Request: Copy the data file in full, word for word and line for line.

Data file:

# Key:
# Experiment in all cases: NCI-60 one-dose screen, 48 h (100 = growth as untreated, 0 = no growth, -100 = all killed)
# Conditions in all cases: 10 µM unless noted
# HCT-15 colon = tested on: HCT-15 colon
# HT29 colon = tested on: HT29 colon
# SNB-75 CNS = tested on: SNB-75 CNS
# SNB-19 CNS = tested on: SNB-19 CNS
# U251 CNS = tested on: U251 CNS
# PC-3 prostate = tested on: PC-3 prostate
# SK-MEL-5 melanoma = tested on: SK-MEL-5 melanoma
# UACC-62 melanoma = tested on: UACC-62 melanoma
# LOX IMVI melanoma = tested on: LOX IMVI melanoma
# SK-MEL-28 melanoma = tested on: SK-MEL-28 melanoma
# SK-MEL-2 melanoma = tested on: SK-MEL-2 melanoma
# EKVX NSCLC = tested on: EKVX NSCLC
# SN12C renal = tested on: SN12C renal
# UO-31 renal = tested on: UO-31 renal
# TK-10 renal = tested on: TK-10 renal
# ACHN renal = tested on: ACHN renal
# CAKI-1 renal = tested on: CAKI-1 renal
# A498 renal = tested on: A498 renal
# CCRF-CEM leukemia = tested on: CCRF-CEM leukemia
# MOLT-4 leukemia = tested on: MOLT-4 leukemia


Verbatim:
# Key:
# Experiment in all cases: NCI-60 one-dose screen, 48 h (100 = growth as untreated, 0 = no growth, -100 = all killed)
# Conditions in all cases: 10 µM unless noted
# HCT-15 colon = tested on: HCT-15 colon
# HT29 colon = tested on: HT29 colon
# SNB-75 CNS = tested on: SNB-75 CNS
# SNB-19 CNS = tested on: SNB-19 CNS
# U251 CNS = tested on: U251 CNS
# PC-3 prostate = tested on: PC-3 prostate
# SK-MEL-5 melanoma = tested on: SK-MEL-5 melanoma
# UACC-62 melanoma = tested on: UACC-62 melanoma
# LOX IMVI melanoma = tested on: LOX IMVI melanoma
# SK-MEL-28 melanoma = tested on: SK-MEL-28 melanoma
# SK-MEL-2 melanoma = tested on: SK-MEL-2 melanoma
# EKVX NSCLC = tested on: EKVX NSCLC
# SN12C renal = tested on: SN12C renal
# UO-31 renal = tested on: UO-31 renal
# TK-10 renal = tested on: TK-10 renal
# ACHN renal = tested on: ACHN renal
# CAKI-1 renal = tested on: CAKI-1 renal
# A498 renal = tested on: A498 renal
# CCRF-CEM leukemia = tested on: CCRF-CEM leukemia
# MOLT-4 leukemia = tested on: MOLT-4 leukemia